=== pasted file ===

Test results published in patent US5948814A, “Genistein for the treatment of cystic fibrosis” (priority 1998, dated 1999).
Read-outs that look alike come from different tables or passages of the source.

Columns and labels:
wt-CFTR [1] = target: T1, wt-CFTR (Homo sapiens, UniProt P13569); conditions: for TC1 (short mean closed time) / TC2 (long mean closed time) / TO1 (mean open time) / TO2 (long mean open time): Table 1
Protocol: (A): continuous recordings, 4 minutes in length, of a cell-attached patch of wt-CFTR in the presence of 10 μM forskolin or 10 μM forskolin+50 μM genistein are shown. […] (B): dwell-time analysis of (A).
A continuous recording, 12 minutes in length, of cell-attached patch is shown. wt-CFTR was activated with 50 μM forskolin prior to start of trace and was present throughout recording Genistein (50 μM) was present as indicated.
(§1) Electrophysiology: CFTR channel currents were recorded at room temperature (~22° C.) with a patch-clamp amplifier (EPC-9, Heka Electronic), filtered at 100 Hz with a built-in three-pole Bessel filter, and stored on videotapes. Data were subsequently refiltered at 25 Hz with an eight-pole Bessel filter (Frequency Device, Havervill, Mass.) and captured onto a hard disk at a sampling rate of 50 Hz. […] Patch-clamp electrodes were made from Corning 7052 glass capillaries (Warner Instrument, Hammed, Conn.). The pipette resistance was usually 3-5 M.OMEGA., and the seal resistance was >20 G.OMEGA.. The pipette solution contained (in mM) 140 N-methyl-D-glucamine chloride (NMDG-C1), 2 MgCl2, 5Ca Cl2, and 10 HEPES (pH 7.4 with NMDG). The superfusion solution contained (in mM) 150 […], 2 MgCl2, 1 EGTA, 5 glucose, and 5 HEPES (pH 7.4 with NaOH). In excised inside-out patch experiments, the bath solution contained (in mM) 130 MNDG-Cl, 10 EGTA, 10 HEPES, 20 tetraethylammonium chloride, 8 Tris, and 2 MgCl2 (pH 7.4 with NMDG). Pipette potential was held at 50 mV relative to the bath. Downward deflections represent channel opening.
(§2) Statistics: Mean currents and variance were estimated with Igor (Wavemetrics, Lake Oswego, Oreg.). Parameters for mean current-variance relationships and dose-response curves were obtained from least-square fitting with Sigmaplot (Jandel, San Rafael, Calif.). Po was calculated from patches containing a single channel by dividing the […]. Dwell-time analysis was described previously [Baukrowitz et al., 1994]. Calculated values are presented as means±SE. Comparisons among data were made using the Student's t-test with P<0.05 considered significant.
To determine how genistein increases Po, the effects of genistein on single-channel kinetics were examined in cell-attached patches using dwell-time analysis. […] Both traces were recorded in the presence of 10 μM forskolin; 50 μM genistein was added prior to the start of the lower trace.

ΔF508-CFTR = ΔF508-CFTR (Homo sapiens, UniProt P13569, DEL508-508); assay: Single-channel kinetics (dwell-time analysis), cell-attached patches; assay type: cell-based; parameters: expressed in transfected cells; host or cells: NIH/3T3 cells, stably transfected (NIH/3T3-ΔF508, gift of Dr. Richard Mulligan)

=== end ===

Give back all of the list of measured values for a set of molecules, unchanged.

Test results published in patent US5948814A, “Genistein for the treatment of cystic fibrosis” (priority 1998, dated 1999).
Read-outs that look alike come from different tables or passages of the source.

Columns and labels:
wt-CFTR [1] = target: T1, wt-CFTR (Homo sapiens, UniProt P13569); conditions: for TC1 (short mean closed time) / TC2 (long mean closed time) / TO1 (mean open time) / TO2 (long mean open time): Table 1
Protocol: (A): continuous recordings, 4 minutes in length, of a cell-attached patch of wt-CFTR in the presence of 10 μM forskolin or 10 μM forskolin+50 μM genistein are shown. […] (B): dwell-time analysis of (A).
A continuous recording, 12 minutes in length, of cell-attached patch is shown. wt-CFTR was activated with 50 μM forskolin prior to start of trace and was present throughout recording Genistein (50 μM) was present as indicated.
(§1) Electrophysiology: CFTR channel currents were recorded at room temperature (~22° C.) with a patch-clamp amplifier (EPC-9, Heka Electronic), filtered at 100 Hz with a built-in three-pole Bessel filter, and stored on videotapes. Data were subsequently refiltered at 25 Hz with an eight-pole Bessel filter (Frequency Device, Havervill, Mass.) and captured onto a hard disk at a sampling rate of 50 Hz. […] Patch-clamp electrodes were made from Corning 7052 glass capillaries (Warner Instrument, Hammed, Conn.). The pipette resistance was usually 3-5 M.OMEGA., and the seal resistance was >20 G.OMEGA.. The pipette solution contained (in mM) 140 N-methyl-D-glucamine chloride (NMDG-C1), 2 MgCl2, 5Ca Cl2, and 10 HEPES (pH 7.4 with NMDG). The superfusion solution contained (in mM) 150 […], 2 MgCl2, 1 EGTA, 5 glucose, and 5 HEPES (pH 7.4 with NaOH). In excised inside-out patch experiments, the bath solution contained (in mM) 130 MNDG-Cl, 10 EGTA, 10 HEPES, 20 tetraethylammonium chloride, 8 Tris, and 2 MgCl2 (pH 7.4 with NMDG). Pipette potential was held at 50 mV relative to the bath. Downward deflections represent channel opening.
(§2) Statistics: Mean currents and variance were estimated with Igor (Wavemetrics, Lake Oswego, Oreg.). Parameters for mean current-variance relationships and dose-response curves were obtained from least-square fitting with Sigmaplot (Jandel, San Rafael, Calif.). Po was calculated from patches containing a single channel by dividing the […]. Dwell-time analysis was described previously [Baukrowitz et al., 1994]. Calculated values are presented as means±SE. Comparisons among data were made using the Student's t-test with P<0.05 considered significant.
To determine how genistein increases Po, the effects of genistein on single-channel kinetics were examined in cell-attached patches using dwell-time analysis. […] Both traces were recorded in the presence of 10 μM forskolin; 50 μM genistein was added prior to the start of the lower trace.

ΔF508-CFTR = ΔF508-CFTR (Homo sapiens, UniProt P13569, DEL508-508); assay: Single-channel kinetics (dwell-time analysis), cell-attached patches; assay type: cell-based; parameters: expressed in transfected cells; host or cells: NIH/3T3 cells, stably transfected (NIH/3T3-ΔF508, gift of Dr. Richard Mulligan)